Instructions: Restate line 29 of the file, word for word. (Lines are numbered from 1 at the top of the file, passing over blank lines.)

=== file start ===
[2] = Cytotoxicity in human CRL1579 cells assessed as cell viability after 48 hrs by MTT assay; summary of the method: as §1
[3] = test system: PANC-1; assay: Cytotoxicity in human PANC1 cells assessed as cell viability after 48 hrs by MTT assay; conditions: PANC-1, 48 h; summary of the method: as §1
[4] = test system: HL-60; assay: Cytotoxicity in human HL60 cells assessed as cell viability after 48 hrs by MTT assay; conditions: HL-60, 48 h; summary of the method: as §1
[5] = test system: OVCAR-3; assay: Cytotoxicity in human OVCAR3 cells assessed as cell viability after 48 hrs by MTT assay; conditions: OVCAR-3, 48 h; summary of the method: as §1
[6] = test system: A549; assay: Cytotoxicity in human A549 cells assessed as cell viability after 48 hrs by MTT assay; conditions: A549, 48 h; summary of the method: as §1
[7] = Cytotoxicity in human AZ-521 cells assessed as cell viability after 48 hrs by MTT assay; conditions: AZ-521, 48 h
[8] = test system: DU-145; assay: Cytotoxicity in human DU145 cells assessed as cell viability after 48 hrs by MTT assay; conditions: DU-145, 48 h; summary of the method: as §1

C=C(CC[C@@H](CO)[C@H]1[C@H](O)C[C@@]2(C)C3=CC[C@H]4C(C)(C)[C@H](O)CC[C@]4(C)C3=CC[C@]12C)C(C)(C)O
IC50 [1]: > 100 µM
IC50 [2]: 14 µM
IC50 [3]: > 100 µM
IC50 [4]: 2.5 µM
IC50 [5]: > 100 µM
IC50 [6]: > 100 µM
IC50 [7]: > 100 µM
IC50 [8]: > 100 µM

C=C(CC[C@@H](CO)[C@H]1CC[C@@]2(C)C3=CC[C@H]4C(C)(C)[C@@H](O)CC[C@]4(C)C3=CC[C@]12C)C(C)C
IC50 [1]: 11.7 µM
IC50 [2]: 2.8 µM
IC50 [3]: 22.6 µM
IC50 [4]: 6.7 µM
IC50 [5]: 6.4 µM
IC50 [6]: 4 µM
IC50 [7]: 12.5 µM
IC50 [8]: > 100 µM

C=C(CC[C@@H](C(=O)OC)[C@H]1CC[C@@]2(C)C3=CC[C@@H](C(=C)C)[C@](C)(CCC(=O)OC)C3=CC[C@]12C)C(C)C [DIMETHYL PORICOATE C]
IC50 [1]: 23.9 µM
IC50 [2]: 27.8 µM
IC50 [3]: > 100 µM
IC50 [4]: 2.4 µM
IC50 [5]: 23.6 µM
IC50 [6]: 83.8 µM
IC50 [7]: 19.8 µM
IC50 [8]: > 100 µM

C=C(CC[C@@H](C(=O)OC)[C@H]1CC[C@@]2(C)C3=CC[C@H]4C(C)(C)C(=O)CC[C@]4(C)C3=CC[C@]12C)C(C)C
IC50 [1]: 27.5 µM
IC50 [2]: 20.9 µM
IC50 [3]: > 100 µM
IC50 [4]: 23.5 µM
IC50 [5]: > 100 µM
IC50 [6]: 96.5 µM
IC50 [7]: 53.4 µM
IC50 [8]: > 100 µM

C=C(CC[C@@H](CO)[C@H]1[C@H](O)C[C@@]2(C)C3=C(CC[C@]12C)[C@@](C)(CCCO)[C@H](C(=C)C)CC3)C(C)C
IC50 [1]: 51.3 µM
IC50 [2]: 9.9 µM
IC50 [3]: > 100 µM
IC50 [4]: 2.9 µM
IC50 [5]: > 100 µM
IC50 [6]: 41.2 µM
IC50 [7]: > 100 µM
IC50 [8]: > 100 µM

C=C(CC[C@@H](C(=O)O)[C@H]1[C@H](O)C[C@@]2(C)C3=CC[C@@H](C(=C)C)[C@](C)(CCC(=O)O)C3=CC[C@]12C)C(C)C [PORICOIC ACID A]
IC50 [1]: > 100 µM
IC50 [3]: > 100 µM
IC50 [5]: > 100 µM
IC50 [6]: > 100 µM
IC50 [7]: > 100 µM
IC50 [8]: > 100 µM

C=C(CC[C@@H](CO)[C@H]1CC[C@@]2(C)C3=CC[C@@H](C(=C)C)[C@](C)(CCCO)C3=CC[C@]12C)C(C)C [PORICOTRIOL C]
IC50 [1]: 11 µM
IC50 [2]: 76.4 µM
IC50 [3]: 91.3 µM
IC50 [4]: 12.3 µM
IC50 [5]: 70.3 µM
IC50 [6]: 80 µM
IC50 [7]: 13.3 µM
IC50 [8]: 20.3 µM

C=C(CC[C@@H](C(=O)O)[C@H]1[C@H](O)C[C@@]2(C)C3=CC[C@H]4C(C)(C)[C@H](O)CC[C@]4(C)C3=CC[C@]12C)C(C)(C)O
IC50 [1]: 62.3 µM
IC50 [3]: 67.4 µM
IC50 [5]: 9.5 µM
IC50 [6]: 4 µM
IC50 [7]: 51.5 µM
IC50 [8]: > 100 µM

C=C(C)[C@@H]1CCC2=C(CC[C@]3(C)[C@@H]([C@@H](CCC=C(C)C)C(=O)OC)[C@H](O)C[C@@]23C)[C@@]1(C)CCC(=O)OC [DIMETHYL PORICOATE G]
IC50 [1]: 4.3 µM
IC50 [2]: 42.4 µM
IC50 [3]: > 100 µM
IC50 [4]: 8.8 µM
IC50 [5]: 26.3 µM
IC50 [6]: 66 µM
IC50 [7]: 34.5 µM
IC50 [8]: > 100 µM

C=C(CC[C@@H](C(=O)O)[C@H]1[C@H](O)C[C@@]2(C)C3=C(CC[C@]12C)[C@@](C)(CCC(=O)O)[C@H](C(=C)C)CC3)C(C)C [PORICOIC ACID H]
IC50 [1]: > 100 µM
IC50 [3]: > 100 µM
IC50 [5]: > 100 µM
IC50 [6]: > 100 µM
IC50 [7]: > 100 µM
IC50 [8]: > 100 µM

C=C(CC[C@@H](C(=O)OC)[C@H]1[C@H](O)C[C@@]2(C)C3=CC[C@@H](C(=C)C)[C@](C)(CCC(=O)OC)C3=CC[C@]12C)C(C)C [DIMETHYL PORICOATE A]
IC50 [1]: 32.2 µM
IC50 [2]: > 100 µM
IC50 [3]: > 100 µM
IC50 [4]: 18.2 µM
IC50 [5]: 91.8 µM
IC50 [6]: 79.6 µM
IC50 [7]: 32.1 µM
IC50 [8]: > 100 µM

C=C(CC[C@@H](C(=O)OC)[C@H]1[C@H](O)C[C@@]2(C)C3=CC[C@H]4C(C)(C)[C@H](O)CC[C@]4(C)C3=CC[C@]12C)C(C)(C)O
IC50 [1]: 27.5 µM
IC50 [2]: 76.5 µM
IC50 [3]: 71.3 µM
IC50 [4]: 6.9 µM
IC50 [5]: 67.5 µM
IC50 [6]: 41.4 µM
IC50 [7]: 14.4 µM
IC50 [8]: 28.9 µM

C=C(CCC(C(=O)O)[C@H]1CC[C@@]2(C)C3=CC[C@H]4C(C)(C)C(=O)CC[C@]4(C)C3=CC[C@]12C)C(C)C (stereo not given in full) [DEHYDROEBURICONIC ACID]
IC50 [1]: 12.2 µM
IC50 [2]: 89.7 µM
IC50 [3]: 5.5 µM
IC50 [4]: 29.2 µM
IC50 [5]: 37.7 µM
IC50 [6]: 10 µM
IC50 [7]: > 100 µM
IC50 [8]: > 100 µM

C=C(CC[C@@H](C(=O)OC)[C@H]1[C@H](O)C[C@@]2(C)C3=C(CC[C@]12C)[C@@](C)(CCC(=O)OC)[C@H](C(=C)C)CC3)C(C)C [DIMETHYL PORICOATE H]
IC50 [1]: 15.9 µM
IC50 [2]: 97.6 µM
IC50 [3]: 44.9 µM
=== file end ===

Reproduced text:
IC50 [3]: > 100 µM